New video is stitched together from several days worth of 121 MP images.
An intrepid YouTuber is setting things right, however, thanks to some incredibly high-resolution imagery from Russia's Elektro-L 1 weather satellite. James Tyrwhitt-Drake didn't just stitch some photos together for your viewing pleasure; the process was quite involved, judging from his description of the process.
The satellite creates a 121 megapixel image (11136x11136 pixels) every 30 minutes with visible and infrared light wavelengths. The images were edited to adjust levels and change the infrared channel from orange to green to show vegetation more naturally. The images were re-sized by 50%, mis-alignments between frames were manually corrected, and image artifacts that occurred when the camera was facing towards the sun were partially corrected. The images were interpolated by a factor of 20 to create a smooth animation. The animation was rendered in the Youtube 4K UHD resolution of 3840x2160. An original animation file with a resolution of (5568x5568) is available on request.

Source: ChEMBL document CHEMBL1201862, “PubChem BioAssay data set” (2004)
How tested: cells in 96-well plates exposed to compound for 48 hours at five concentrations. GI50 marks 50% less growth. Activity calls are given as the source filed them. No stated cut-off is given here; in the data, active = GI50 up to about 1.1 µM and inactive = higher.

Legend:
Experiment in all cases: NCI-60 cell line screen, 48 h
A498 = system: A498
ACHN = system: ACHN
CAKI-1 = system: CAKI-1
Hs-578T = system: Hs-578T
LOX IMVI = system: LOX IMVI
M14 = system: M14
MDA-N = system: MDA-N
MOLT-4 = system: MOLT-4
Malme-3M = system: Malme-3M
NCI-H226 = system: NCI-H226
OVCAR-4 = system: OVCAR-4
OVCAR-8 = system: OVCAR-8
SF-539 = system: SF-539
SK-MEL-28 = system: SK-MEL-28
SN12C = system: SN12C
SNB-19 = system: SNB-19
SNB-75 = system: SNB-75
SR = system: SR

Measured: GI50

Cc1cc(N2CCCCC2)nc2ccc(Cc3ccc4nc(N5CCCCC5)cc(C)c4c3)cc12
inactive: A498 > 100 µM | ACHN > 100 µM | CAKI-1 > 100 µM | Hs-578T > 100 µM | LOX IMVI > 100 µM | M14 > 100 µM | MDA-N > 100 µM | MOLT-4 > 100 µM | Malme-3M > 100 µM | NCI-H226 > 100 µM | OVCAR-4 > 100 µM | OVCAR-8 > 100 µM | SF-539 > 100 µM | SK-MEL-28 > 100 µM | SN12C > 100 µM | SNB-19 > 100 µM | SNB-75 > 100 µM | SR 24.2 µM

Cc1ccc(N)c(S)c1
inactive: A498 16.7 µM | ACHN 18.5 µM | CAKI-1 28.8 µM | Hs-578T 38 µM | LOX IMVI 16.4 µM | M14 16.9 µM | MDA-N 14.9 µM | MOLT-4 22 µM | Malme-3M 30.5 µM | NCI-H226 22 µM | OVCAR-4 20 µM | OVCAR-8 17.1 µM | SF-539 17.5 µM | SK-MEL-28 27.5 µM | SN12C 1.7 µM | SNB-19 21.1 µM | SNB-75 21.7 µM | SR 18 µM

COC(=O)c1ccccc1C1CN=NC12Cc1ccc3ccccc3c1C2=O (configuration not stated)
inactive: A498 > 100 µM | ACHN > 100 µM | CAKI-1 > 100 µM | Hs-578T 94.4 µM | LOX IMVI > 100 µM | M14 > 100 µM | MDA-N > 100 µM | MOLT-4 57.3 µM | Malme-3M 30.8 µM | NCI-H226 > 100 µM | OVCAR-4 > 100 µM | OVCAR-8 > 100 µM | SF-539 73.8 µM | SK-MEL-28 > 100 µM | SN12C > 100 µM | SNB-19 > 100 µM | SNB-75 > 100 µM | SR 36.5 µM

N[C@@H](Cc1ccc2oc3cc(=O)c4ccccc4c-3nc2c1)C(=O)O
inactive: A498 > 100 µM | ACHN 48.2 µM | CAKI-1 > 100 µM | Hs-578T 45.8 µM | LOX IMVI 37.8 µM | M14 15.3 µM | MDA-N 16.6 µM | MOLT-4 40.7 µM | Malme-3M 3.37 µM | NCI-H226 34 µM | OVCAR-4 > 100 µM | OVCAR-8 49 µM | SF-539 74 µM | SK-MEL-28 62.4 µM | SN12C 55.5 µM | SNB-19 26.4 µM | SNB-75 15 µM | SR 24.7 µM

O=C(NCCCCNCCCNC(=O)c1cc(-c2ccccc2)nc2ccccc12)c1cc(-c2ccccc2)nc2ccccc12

The end result of all James' hard work? Nearly four minutes of planet Earth, looking better than ever. And if you're using a 1440p or 4K display, make sure you adjust the video resolution accordingly (there are options all the way up to 2160p).
The Elektro-L 1 satellite was launched in 2011, and it's Russia's first weather spacecraft that operates in a geosynchronous orbit. The Russian Federal Space Agency will eventually launch other Elektro-L satellites, but the first lives about 25,000 miles above the Indian Ocean. Elektro-L 2 was supposed to launch in 2013, but the project was delayed. It's now supposed to launch before the end of the year.
Source: James Tyrwhitt-Drake (YouTube)